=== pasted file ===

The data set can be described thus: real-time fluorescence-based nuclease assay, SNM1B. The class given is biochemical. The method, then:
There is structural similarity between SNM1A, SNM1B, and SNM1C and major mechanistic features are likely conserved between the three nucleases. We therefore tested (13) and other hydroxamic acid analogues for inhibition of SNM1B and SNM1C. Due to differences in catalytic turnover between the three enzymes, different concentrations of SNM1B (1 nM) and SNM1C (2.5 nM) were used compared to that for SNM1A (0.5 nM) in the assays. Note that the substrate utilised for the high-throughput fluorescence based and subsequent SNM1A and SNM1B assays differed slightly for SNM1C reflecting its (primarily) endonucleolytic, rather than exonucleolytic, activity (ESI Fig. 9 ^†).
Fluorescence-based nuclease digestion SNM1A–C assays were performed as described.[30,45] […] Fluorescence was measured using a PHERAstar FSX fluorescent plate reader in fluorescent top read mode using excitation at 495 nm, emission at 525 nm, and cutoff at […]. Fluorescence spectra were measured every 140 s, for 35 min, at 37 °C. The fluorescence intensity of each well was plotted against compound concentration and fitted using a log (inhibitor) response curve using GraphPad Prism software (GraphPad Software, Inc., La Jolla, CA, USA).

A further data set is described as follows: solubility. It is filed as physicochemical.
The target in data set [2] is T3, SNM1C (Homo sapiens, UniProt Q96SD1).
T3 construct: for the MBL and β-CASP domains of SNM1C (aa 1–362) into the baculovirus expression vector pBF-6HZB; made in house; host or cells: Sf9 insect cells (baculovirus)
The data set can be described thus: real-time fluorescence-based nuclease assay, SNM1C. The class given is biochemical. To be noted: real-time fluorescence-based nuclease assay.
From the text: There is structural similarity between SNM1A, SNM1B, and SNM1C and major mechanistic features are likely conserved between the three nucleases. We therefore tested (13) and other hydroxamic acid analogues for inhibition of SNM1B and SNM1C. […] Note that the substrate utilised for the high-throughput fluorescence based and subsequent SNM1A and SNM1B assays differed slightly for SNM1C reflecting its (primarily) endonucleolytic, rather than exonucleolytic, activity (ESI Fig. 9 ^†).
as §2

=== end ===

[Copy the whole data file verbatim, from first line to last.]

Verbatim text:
The data set can be described thus: real-time fluorescence-based nuclease assay, SNM1B. The class given is biochemical. The method, then:
There is structural similarity between SNM1A, SNM1B, and SNM1C and major mechanistic features are likely conserved between the three nucleases. We therefore tested (13) and other hydroxamic acid analogues for inhibition of SNM1B and SNM1C. Due to differences in catalytic turnover between the three enzymes, different concentrations of SNM1B (1 nM) and SNM1C (2.5 nM) were used compared to that for SNM1A (0.5 nM) in the assays. Note that the substrate utilised for the high-throughput fluorescence based and subsequent SNM1A and SNM1B assays differed slightly for SNM1C reflecting its (primarily) endonucleolytic, rather than exonucleolytic, activity (ESI Fig. 9 ^†).
Fluorescence-based nuclease digestion SNM1A–C assays were performed as described.[30,45] […] Fluorescence was measured using a PHERAstar FSX fluorescent plate reader in fluorescent top read mode using excitation at 495 nm, emission at 525 nm, and cutoff at […]. Fluorescence spectra were measured every 140 s, for 35 min, at 37 °C. The fluorescence intensity of each well was plotted against compound concentration and fitted using a log (inhibitor) response curve using GraphPad Prism software (GraphPad Software, Inc., La Jolla, CA, USA).

A further data set is described as follows: solubility. It is filed as physicochemical.
The target in data set [2] is T3, SNM1C (Homo sapiens, UniProt Q96SD1).
T3 construct: for the MBL and β-CASP domains of SNM1C (aa 1–362) into the baculovirus expression vector pBF-6HZB; made in house; host or cells: Sf9 insect cells (baculovirus)
The data set can be described thus: real-time fluorescence-based nuclease assay, SNM1C. The class given is biochemical. To be noted: real-time fluorescence-based nuclease assay.
From the text: There is structural similarity between SNM1A, SNM1B, and SNM1C and major mechanistic features are likely conserved between the three nucleases. We therefore tested (13) and other hydroxamic acid analogues for inhibition of SNM1B and SNM1C. […] Note that the substrate utilised for the high-throughput fluorescence based and subsequent SNM1A and SNM1B assays differed slightly for SNM1C reflecting its (primarily) endonucleolytic, rather than exonucleolytic, activity (ESI Fig. 9 ^†).
as §2